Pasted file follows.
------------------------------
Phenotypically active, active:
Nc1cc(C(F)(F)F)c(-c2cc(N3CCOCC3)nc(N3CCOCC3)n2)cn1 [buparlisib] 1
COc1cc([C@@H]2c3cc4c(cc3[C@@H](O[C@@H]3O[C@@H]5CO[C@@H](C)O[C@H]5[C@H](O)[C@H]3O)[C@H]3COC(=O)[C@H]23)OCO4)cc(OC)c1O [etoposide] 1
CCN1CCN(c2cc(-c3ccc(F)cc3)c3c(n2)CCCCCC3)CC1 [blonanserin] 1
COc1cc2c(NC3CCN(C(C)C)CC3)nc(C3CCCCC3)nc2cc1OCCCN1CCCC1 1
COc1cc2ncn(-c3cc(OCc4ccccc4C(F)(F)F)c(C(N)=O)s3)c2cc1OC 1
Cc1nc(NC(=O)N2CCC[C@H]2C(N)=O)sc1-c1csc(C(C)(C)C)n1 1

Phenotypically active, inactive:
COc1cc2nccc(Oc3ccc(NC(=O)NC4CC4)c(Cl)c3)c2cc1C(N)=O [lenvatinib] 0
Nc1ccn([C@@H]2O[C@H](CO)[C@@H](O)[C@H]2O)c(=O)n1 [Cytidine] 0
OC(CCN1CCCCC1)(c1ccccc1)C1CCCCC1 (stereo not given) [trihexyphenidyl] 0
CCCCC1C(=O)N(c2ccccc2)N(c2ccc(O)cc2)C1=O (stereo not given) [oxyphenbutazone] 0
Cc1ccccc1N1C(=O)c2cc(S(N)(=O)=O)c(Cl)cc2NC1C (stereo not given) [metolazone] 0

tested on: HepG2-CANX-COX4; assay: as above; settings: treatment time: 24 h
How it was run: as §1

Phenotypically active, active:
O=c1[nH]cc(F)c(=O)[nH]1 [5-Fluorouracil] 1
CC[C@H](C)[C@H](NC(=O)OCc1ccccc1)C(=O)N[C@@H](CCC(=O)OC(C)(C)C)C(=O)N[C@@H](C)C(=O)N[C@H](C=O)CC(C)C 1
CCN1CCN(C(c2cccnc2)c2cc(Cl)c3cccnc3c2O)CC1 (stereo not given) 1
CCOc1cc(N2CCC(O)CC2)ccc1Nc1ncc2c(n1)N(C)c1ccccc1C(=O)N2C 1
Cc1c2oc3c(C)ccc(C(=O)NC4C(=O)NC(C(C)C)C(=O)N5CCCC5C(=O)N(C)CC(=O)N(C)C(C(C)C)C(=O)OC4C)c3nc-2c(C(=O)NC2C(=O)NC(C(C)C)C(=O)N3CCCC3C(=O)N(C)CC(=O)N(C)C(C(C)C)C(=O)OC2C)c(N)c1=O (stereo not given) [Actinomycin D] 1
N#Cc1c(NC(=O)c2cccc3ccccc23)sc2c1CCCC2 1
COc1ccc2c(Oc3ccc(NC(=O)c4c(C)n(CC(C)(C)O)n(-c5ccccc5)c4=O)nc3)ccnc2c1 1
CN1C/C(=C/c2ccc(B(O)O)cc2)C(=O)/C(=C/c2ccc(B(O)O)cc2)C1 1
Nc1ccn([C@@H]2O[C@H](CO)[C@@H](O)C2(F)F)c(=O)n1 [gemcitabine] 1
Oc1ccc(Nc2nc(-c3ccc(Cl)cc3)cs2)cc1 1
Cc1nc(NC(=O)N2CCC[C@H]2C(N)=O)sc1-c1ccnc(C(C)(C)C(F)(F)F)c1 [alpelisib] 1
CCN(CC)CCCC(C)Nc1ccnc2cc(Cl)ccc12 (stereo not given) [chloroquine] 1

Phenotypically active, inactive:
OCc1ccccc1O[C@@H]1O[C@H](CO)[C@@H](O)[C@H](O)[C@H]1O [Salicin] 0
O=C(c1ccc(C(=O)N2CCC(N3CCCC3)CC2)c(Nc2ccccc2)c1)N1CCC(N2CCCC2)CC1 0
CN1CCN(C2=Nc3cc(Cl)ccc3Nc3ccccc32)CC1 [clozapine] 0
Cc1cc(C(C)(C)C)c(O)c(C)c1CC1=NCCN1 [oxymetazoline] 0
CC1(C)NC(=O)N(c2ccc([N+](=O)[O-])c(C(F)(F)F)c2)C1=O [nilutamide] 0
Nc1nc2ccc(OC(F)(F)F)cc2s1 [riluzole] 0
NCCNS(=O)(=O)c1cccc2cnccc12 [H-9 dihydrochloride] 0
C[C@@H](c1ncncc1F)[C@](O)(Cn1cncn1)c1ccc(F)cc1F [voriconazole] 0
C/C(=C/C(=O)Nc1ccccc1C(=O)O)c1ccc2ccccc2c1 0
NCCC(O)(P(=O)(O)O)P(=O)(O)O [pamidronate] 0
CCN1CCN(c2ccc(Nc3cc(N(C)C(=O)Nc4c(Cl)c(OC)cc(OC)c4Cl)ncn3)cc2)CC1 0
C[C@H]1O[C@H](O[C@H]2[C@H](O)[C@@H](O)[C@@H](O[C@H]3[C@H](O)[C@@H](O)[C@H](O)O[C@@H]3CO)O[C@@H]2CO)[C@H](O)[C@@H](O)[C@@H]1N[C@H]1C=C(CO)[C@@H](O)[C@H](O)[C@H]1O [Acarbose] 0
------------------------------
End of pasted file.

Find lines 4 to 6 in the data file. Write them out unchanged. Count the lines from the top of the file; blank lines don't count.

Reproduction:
CCN1CCN(c2cc(-c3ccc(F)cc3)c3c(n2)CCCCCC3)CC1 [blonanserin] 1
COc1cc2c(NC3CCN(C(C)C)CC3)nc(C3CCCCC3)nc2cc1OCCCN1CCCC1 1
COc1cc2ncn(-c3cc(OCc4ccccc4C(F)(F)F)c(C(N)=O)s3)c2cc1OC 1